Stock index futures edged higher on Wednesday, putting the benchmark index on track for its sixth straight advance after comments from the Federal Reserve on the economy and banking sector helped boost optimism.
The Fed said most of the largest banks passed their annual stress test in a report that underscored the recovery of the financial sector but called out a few laggards, including Citigroup Inc.
Banks have been a leading component of the 11 percent rally in the S&P for the year, with the KBW Bank index <.BKX> up more than 20 percent and the S&P financial sector index <.GSPF> up more than 18 percent.
Bank of America Corp
Late in Tuesday's session, the Fed also said it expects moderate growth over coming quarters with the unemployment rate declining gradually versus the modest growth the central bank said it expected in January.
S&P 500 futures rose 2 points and were slightly above fair value, a formula that evaluates pricing by taking into account interest rates, dividends and time to expiration on the contract. Dow Jones industrial average futures rose 22 points, and Nasdaq 100 futures added 4.25 points.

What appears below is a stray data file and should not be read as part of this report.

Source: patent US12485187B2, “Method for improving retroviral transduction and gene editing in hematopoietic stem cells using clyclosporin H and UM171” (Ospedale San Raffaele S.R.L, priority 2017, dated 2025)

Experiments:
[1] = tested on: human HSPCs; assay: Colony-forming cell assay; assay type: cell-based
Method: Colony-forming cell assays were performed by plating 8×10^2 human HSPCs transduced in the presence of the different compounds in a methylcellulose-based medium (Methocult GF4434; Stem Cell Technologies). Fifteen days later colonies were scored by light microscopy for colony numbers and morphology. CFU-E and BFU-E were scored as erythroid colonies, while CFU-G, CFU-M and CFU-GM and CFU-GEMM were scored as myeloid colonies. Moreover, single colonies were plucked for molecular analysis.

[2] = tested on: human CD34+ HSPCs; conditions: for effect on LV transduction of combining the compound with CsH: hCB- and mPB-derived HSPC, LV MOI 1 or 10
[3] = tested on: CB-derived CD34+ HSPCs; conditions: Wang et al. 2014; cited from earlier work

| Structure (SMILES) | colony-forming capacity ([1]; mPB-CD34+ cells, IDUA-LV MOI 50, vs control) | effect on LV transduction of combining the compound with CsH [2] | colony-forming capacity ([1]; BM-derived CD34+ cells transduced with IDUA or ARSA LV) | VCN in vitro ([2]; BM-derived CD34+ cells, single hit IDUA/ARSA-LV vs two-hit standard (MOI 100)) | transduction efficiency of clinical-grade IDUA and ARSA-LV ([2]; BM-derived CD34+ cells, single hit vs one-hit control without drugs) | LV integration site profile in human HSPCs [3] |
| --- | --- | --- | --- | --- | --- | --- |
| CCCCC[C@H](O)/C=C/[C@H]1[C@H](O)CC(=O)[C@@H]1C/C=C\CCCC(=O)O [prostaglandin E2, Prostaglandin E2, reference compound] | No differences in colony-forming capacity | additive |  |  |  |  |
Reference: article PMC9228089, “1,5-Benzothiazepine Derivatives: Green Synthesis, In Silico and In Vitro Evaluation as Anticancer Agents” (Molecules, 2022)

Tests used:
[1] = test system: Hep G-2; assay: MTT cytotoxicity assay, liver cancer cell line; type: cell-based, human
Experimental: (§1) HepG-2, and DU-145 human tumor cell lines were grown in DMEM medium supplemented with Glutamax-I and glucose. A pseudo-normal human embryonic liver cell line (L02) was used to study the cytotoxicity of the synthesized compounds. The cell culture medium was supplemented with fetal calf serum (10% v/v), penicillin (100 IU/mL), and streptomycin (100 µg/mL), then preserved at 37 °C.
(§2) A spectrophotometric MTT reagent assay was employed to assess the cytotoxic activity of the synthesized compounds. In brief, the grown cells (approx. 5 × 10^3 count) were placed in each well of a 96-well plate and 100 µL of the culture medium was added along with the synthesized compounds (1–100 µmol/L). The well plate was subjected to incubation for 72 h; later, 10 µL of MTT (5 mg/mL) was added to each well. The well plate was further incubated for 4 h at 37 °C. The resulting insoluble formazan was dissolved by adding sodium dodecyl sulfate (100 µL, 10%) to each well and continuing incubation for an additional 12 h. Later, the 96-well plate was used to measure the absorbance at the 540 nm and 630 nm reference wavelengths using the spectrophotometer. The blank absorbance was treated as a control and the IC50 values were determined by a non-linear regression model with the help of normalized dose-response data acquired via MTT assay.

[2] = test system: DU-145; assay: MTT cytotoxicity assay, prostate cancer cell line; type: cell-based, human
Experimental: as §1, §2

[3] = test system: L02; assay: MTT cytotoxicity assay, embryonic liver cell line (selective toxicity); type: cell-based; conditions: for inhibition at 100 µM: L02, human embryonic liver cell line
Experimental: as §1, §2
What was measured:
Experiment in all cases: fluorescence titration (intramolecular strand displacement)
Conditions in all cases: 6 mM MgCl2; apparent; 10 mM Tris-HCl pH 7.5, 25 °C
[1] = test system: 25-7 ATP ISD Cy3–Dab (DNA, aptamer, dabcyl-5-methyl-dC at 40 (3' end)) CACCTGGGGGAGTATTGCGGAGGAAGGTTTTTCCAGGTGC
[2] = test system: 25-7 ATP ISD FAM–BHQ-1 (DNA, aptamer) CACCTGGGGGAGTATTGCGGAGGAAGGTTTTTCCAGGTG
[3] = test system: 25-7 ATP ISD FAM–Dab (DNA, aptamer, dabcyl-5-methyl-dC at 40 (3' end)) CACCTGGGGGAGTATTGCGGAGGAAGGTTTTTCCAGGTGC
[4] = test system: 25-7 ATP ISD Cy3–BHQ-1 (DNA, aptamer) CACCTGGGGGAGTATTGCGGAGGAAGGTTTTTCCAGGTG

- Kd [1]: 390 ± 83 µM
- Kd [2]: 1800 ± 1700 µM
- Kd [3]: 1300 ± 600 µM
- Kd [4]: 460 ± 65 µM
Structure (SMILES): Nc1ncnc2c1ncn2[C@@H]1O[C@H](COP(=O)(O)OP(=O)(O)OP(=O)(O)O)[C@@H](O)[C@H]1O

The increasing optimism on the economy helped boost the dollar, which hit an 11-month high against the yen and 1-month high versus the euro.
Economic data on tap for Wednesday includes fourth-quarter current account deficit figures from the Commerce Department at 8:30 a.m. (1230 GMT). Economists forecast a $114.2 billion deficit versus a deficit of $110.28 billion in Q3.
Also due at 8:30 a.m. are import-export prices for February. Economists forecast a 0.6 percent rise in import prices and a 0.2 percent increase in export prices. In the prior month, import prices rose 0.3 percent and export prices were up 0.2 percent.
Swiss drugmaker Roche Holding AG
European shares rose to reach fresh 33-week highs, led by financials as Fed improved its economic outlook for the world's largest economy and said most banks had passed its stress tests. <.EU>
Asian shares advanced as upbeat U.S. economic data plus signs of improving capital positions at big American banks stoked appetites for risk.
(Editing by Padraic Cassidy)